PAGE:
At least five famous mid-century modern designers made chairs that looked like large hard-boiled eggs with a cutout for seating space: Arne Jacobsen (1902-1971), Milo Baughman (1923-2003), Peter Ghyczy (1940-) and Charles Eames (1907-1978) are four of them. But the fifth and most famous was the Ovalia egg chair made in 1968 by Danish designer Henrik Thor-Larsen (1932-).
The chair was made with a round aluminum base and velvet upholstery on a white fiberglass frame. It was made to swivel. Some of the chairs were made with stereo speakers built into the backs. Hundreds of other chairs seemed inspired by Ovalia. There are womb chairs, rocking egg chairs, fried egg chairs, wicker egg chairs, swing egg chairs and more, all with the rounded egg shape. There are also hundreds of copies selling at low prices. The original Egg chair, sold by New Orleans Action Galleries, brought a bid of $1,000, the estimated price, in a recent auction.
Q: I have a “long case” clock with “Edm Smith, Edm St Bury” on the face. I think it means it was made by Edmund Smith in Bury, St. Edmunds, but I can find very little information about it. Can you tell me more about it? I’m also trying to establish a value.
A: Long case clocks were first made in England about 1660. They are usually at least 6 feet tall and have a long case that encloses the weights and pendulum. They are also called “tall case clocks” or “grandfather clocks.” The term “grandfather clock” became popular because of the song “My Grandfather’s Clock,” which was written in 1876. Edmund Smith was a watch and clockmaker in Bury, St. Edmunds, from 1753 to 1779. Your long case clock, in good working condition, might sell at auction for about $1,500 to $2,000. It should have a chime for the hour or more often.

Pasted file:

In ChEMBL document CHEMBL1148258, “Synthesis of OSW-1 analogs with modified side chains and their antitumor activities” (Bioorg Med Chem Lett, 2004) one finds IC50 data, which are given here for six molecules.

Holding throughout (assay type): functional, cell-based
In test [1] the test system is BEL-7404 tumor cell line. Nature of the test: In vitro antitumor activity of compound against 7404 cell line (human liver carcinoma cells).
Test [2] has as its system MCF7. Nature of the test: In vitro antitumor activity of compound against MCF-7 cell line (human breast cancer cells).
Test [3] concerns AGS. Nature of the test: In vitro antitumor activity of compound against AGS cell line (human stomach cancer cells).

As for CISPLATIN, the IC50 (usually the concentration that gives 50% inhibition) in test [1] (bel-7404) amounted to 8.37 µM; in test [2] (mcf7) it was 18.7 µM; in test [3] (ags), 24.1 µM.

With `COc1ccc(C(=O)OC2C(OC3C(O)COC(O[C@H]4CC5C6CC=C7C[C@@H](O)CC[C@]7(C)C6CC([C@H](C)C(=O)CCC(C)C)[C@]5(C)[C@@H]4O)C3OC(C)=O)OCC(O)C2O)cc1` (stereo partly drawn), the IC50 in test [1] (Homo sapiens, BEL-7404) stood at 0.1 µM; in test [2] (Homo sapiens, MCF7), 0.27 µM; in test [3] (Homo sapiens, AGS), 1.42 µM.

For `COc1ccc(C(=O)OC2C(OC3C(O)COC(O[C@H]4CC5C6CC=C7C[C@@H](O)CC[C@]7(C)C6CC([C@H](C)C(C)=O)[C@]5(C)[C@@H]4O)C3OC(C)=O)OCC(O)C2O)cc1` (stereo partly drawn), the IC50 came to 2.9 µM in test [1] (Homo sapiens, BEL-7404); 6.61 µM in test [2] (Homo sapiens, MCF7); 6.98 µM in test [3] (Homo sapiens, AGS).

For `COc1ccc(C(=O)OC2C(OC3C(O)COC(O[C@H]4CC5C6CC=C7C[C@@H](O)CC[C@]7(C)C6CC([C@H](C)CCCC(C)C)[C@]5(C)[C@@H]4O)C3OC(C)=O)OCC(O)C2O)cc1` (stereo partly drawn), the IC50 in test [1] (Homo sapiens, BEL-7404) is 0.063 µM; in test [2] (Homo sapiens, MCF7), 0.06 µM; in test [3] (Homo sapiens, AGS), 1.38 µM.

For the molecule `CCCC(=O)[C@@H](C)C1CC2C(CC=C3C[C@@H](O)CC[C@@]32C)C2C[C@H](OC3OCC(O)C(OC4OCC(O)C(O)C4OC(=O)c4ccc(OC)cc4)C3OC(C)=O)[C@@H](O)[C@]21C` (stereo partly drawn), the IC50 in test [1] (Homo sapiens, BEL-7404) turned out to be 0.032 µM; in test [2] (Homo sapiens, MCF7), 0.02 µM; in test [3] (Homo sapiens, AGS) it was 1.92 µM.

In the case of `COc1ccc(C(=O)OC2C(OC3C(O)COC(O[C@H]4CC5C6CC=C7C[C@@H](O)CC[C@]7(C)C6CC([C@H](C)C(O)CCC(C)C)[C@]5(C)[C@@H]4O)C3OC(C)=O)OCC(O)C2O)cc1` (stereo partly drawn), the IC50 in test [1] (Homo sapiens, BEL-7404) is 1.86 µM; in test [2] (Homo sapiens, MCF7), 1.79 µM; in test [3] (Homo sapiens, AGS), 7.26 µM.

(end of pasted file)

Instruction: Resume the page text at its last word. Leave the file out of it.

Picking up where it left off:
Q: How much is a deck of playing cards from Air Force One worth? The cards have a facsimile signature of President Lyndon B. Johnson.
A: In 1933 Franklin D. Roosevelt became the first president to travel in an airplane. His successor, President Harry Truman, was the first to give decks of playing cards to VIPs and guests who flew on the presidential plane. The presidential plane was not called Air Force One until 1953. The tradition of giving playing cards continued, except under President Carter, who thought the giveaway was a waste of taxpayer’s money.
Recent prices for President Johnson’s Air Force One playing cards include a boxed set of two unopened decks for $125 and a boxed set with two decks that have been opened for $50.